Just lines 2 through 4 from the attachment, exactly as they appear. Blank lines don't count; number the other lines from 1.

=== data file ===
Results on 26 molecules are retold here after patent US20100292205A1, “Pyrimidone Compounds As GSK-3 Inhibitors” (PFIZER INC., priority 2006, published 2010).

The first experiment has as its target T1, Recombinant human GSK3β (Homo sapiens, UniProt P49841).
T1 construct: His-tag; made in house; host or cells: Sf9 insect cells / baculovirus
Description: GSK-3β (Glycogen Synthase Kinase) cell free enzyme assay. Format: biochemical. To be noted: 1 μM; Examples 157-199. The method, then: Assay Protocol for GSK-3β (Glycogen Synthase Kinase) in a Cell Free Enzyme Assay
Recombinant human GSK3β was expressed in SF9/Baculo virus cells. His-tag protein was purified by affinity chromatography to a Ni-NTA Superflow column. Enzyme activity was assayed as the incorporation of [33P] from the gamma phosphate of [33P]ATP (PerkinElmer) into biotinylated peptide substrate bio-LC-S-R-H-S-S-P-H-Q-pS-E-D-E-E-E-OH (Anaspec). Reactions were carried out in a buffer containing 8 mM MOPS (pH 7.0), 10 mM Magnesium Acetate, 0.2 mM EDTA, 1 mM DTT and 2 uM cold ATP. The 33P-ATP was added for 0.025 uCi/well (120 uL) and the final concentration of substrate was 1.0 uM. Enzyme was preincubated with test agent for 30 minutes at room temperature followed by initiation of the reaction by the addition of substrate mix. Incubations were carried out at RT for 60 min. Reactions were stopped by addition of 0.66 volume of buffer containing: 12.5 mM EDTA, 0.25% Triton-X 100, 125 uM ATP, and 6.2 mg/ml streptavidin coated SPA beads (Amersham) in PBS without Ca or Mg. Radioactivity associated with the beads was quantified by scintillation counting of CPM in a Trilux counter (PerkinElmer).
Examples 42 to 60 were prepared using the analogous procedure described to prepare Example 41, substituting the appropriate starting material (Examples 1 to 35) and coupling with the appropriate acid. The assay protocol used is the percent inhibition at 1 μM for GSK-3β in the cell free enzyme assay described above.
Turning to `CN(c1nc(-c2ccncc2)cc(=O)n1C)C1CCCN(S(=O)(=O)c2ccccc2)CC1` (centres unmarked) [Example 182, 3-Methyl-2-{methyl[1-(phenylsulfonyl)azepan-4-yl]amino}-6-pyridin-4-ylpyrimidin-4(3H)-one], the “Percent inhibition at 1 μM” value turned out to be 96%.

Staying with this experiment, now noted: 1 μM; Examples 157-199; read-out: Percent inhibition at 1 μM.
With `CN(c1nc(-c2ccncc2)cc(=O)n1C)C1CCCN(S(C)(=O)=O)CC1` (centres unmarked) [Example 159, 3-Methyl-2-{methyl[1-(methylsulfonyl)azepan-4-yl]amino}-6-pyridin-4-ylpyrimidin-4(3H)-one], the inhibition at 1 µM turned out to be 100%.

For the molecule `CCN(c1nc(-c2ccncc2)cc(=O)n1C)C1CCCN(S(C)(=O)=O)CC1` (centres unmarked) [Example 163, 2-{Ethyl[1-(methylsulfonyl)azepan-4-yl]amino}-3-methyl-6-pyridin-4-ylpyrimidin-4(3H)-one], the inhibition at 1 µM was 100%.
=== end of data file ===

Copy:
The first experiment has as its target T1, Recombinant human GSK3β (Homo sapiens, UniProt P49841).
T1 construct: His-tag; made in house; host or cells: Sf9 insect cells / baculovirus
Description: GSK-3β (Glycogen Synthase Kinase) cell free enzyme assay. Format: biochemical. To be noted: 1 μM; Examples 157-199. The method, then: Assay Protocol for GSK-3β (Glycogen Synthase Kinase) in a Cell Free Enzyme Assay